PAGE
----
She really needed to hand more of the tech over to someone else on staff, but Binali Backcountry was hers now, and as the sixth generation, she was determined to bring the business into the twenty-first century.
"Charly?" Tammy, the newest employee, whom Charly had hired to greet customers and maintain the storefront, leaned into the office doorway. "Better break out the lip gloss. Your boyfriend's almost here."
Charly refused to take the bait, determined to finish the spreadsheet. Besides, her requisite lip balm had protective sunscreen, not shine.
"Lip gloss, stat!" Tammy urged before she disappeared from view.
The door chimed, and when Charly heard the smooth rumble of his voice, it was more of a challenge to keep herself on task. Just a few more clicks and she could give in to the distraction of the new mailman.
Tammy reappeared, a dazzled smile on her face. "He wants to know if you have a minute," she said in a whisper loud enough to be heard for miles.
Charly saved the changes to the schedule and pushed back from the desk. "Thanks," she replied, mimicking Tammy's loud whisper as she left the office to greet Will Chase, the hot new mail carrier working Duran-go's business district.
Hot is a significant understatement, she thought when he smiled at her. The strong, square jaw might have been carved from granite, and the wide shoulders, trim hips and strong hands had been starring in her dreams recently. Not that she'd admit that to anyone.
"Hi," he replied, removing his sunglasses. "Am I interrupting?"
"No." She hoped her smile didn't look as starstruck as Tammy's. "Just finished." They'd only been out on two occasions—she couldn't bring herself to call them dates—but she melted a little every time he looked at her with those vivid eyes as deep and blue as a high mountain lake. It still startled her the way he could turn the pale, watered-down blue of the official postal service shirt and dark jeans into raw sex appeal. "Excel didn't implode on me this time."
"Glad to hear it."
Last week, when she'd been ready to smash the computer to bits one afternoon, he'd arrived with the mail, caught her midrant and given her a quick lesson on the program. Later, during what should have been movie night, he'd spent hours showing her where to find more video tutorials, which had saved her computer from going out the window more than once in the days since.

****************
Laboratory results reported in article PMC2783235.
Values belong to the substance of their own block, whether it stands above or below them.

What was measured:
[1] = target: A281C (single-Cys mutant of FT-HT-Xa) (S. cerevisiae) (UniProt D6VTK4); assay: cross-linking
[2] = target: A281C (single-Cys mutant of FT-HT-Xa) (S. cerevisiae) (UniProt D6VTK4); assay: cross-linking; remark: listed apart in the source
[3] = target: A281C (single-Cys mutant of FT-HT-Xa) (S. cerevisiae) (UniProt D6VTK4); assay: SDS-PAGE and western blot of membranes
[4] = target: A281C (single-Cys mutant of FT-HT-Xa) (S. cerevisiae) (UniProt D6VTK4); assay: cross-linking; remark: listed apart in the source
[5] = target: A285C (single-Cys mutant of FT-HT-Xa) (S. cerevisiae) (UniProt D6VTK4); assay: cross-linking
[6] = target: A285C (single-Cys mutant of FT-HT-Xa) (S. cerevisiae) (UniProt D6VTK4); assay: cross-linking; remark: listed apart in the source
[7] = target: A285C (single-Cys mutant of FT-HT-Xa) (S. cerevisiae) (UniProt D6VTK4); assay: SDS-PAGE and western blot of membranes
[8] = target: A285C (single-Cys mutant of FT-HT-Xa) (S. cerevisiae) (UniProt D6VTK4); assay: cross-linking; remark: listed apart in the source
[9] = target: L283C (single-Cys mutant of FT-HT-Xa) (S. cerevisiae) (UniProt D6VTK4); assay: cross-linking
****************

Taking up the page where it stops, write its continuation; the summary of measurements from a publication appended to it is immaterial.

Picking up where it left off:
"Are we still on for a movie tonight?"
"Sure." She accepted the stack of mail, thick with outdoor-gear catalogs. "The schedule's set for next week and this time it doesn't even need to be labeled as 'The Spreadsheet that Conquered Charly.'"
He laughed, the sound as clear and fresh to her ears as a brimming creek on a hot day. "That might be the one title I don't have. I've got plenty of beer. You bring the pizza." He put his sunglasses in place and backed toward the door, graceful as a cat. "Say, seven?"
She nodded, her mouth going dry as he turned to make his exit.
Beside her, Tammy sighed. The girl liked nothing better than a clear view of an excellent male backside. Charly still didn't know which view she preferred. Will walking in was just as appealing to her as when he was walking away.
"He didn't kiss you goodbye," Tammy said.
"Why would he?" Charly made herself laugh off the image. She couldn't indulge in that little fantasy at work. "We're just friends. And this is a workplace."
"Not from where I'm standing, and so what?" Tammy flung a hand toward the spot where Will had been moments ago. "That man wants to sleep with you."
"Whatever." Charly refused to get her hopes up. So far they'd gone out for beer and pool at the pub up the street and gone bowling once, but she knew how this story ended before she turned the last page. The way it always ended—with one more tempting man in the friend column.
It had been that way her whole life. Part of it was being built more like a boy than a woman, but her business played a part, too. Binali Backcountry, her life's passion, took up the majority of her energy and time. She enjoyed the mountains, the risk and reward she could find there, and she rose every morning eager to share her passion and knowledge with others as the owner, as well as a guide. Her commitment and drive didn't leave much room for romance and relationships.
For as long as she could remember, she'd been drawn to the wild call of the mountains and canyons surrounding the Four Corners Monument. Born and raised just outside of Durango, she'd spent her life exploring until it all felt as personal as her own backyard. Her grandfather often boasted that you could drop her anywhere on the planet and she'd find her way home no matter the weather or resources. She could track and mimic any animal that called this area home and, more importantly, she could find lost people better than any bloodhound.
Typically, men looking for a good time didn't put those skills at the top of the list when they wanted a date. Or a girlfriend. It was too soon to tell if Will would be different. She returned to the office to print out the work schedule.
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Book Description Harlequin Intrigue Large Print, 2015. Condition: New. book. Seller Inventory # M0373748671